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For once it appeared that Valtteri Bottas might have the upper hand in his fight with Mercedes AMG teammate Lewis Hamilton at the Russian Grand Prix.
A different strategy for each driver, borne from the red flag in Q2 the day before, saw Bottas start the race on the preferred medium tyre option, while Hamilton was forced to start with the soft compound. Hamilton also feared that he would be swamped at the second corner by those who had been advantaged by the aerodynamic tow down the long straight towards turn 2.
WATCH THE RACE HIGHLIGHTS HERE
There was more cause for concern for the British driver when Stewards began an investigation into a possible breach of the practice start procedure by Hamilton during the out lap.
Hamilton made a quick start to lead Max Verstappen towards the first turn. Bottas jumped into 3rd and held an outside line down towards turn 2. The Finn swept into the lead for a fraction of a second only to be run over the kerbs by his teammate at the exit of the corner. Max Verstappen, who had started on the medium tyres, out-braked himself and drove into the run-off area while Daniel Ricciardo glided past and into 3rd. Verstappen kept his foot hard on the throttle, weaved past the foam blocks and stormed back onto the circuit marginally ahead of Ricciardo. Carlos Sainz had also run wide after pressure from Perez and looked to copy the Aston Martin Red Bull only to hit the concrete wall with his left front wheel and spin back onto the circuit.
“I take full blame for that, I’m really sorry,” Sainz radioed to his engineer as the McLaren came to a stop.
Fellow McLaren driver Lando Norris was an innocent victim in the Sainz crash. He managed to avoid his spinning teammate but ran over a significant amount of debris in doing so.
“Arghh, check the car,” Norris told his team. “I ran over a lot of debris to avoid Carlos.”
Lance Stroll was another to find the wall on the opening lap when he ran wide and lost grip on the outside kerb then spun back across the circuit to hit the inside wall at the exit turn 4. Stroll told his team that he had been hit from behind, with Leclerc the one to have hit the right rear tyre of the pink Racing Point.
Ricciardo appeared to slow as the yellow flags were waved in sector 1, which was all the welcome Ocon needed to leapfrog his teammate into 4th place. The Safety Car was dispatched almost straight away as Sainz climbed from the 3 wheel McLaren and Stroll stayed inside the damaged Racing Point entry.
The Safety Car period ended on lap 5 and, unlike the previous Grand Prix, Hamilton was quick to accelerate before the line. The field strung out almost immediately as the #44 opened a small gap to Bottas and Verstappen. Ocon and Ricciardo lost over 4 seconds to the leader in a single lap, while Perez quickly closed. As Hamilton moved out to a 1 second lead came the news that the race stewards had issued not one, but two 5 second penalties to Lewis Hamilton for his indiscretions.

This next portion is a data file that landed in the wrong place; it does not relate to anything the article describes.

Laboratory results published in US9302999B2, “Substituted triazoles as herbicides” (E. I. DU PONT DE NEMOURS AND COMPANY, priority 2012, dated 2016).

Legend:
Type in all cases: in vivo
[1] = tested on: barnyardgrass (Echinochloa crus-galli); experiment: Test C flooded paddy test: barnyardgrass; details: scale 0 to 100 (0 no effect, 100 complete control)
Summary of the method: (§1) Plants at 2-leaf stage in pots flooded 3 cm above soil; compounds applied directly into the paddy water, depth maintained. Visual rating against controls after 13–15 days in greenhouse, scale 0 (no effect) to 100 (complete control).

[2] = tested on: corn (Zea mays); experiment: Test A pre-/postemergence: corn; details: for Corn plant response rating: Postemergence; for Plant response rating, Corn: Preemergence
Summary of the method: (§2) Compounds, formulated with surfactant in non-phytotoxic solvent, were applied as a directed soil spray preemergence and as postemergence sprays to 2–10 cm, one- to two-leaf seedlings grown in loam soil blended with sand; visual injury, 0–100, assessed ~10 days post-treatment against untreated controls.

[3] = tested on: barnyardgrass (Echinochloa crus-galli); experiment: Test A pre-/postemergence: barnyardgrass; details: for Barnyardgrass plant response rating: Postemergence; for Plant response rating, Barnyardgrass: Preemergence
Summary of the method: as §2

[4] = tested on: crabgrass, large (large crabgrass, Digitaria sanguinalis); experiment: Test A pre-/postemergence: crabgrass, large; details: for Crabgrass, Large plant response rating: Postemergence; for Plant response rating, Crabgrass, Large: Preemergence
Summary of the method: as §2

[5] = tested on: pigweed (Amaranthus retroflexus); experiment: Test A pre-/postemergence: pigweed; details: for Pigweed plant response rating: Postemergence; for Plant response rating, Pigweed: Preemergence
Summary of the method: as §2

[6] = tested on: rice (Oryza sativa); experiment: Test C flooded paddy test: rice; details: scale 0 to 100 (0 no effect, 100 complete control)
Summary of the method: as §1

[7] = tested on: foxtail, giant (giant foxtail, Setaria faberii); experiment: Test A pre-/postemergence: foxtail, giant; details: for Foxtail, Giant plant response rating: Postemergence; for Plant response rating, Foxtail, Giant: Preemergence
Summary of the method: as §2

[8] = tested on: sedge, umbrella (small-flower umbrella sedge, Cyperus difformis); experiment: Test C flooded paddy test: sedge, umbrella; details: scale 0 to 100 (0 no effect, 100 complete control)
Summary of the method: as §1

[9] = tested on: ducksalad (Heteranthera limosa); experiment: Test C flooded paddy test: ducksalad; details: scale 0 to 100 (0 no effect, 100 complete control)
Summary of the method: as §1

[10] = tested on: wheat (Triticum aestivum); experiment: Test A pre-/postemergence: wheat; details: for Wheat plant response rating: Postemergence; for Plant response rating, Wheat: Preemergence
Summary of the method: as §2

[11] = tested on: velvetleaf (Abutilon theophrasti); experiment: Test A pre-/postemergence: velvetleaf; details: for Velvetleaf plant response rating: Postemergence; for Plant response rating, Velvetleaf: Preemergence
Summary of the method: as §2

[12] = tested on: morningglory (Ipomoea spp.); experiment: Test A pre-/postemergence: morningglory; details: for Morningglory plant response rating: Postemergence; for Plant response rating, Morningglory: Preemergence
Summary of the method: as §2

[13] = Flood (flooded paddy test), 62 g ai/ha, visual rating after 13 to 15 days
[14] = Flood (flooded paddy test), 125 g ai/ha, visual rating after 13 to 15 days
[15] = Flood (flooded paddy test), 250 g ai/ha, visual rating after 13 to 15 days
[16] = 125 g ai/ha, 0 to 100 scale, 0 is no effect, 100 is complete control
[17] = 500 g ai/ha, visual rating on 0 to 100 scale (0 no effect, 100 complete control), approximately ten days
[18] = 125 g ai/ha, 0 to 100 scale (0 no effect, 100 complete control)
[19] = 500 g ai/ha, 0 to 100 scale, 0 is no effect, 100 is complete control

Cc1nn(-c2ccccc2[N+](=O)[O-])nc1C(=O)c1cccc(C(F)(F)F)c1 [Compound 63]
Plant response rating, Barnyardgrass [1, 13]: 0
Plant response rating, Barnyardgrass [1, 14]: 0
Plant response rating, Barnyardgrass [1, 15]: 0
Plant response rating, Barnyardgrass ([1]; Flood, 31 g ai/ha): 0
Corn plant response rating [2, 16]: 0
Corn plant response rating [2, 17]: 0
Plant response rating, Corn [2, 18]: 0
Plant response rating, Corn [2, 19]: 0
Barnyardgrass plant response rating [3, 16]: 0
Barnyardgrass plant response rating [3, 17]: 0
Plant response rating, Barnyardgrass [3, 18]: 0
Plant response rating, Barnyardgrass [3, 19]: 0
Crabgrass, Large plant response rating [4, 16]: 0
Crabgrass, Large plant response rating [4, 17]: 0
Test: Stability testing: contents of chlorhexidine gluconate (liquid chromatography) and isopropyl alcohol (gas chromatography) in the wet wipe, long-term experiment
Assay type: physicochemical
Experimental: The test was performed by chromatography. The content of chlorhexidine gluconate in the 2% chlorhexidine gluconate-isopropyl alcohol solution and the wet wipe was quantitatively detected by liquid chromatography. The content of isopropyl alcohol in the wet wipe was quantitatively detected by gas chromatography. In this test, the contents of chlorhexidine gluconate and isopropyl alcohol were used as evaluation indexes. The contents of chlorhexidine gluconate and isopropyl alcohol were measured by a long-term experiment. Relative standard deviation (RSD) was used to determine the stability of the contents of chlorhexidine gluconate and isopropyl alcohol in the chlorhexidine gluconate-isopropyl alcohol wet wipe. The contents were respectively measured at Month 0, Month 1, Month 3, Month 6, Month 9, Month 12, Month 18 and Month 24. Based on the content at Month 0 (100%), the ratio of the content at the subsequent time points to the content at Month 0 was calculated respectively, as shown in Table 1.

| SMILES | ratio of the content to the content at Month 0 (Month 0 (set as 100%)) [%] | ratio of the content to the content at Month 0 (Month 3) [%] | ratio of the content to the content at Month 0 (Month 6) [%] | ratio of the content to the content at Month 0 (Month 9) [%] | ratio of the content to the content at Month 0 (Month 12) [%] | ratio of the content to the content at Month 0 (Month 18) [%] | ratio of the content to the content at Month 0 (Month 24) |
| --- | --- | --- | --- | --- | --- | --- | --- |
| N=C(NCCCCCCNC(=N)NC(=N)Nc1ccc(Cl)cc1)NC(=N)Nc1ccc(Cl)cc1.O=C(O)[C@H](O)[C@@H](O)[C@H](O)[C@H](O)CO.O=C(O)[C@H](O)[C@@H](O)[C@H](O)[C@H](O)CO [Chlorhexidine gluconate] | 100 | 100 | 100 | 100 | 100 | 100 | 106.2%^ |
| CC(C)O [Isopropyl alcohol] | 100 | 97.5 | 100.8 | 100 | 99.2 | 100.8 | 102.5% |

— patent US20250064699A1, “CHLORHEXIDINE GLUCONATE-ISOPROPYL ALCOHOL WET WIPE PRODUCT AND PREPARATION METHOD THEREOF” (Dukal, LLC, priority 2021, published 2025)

“Where is that in the rulebook,” A clearly annoyed Hamilton replied when told of the penalties by his team.
Sergio Perez closed on Ricciardo and ran side-by-side with the Australian through turns 2 and 3 before sweeping into 5th at turn 4. The #3 Renault stopped for the hard compound tyres on lap 16 and returned to the circuit behind Kimi Raikkonen in 14th. Hamilton stopped on the following lap and sat in his pit bay while the 10 second penalty was served. The AMG Petronas Mercedes mechanics then leapt into action and fitted the #44 with the white walled, hard compound tyres. He returned to the track well ahead of Raikkonen and Ricciardo in 11th place, but still bitterly disappointed with the stewards’ decision.
“This is just ridiculous man,” Hamilton told his engineer in a sombre tone as he brought the Mercedes back up to speed. He later radioed his engineer a second time to express his disapproval of the early stop.
“Well you stopped me so early I have to manage now,” Hamilton said. “I’ll struggle to make it to the end. When told that Verstappen was 39.9 he added. “I don’t want any info anymore Bono. It doesn’t make any difference.”
The early stoppers ran the risk of returning to the circuit behind the slower cars that chose to run a longer opening stint. Ricciardo found himself stuck behind Raikkonen and Ocon was held up by Vettel in 7th place. While Ricciardo was able to push past the Alfa Romeo, Ocon struggled behind the Ferrari, which allowed the Australian to close. By lap 23 Bottas led from Verstappen, Leclerc, Kvyat, Hamilton, Perez, Vettel, Ocon, Ricciardo and Raikkonen.
Bottas stopped for the hard tyres at half race distance to cover any undercut from Verstappen’s pitstop the lap before and he resumed with a healthy lead. Ocon was told by the Renault team to let Ricciardo past and did so on the run to turn 2. Ricciardo braked late, locked a brake and then ran over the orange sausage kerb that marked the track limits. He then drove back onto the circuit without following the Race Directors notes that instructed drivers to weave around the foam bollard before re-entering the track. After another Stewards’ investigation, the Australian was handed a five second penalty.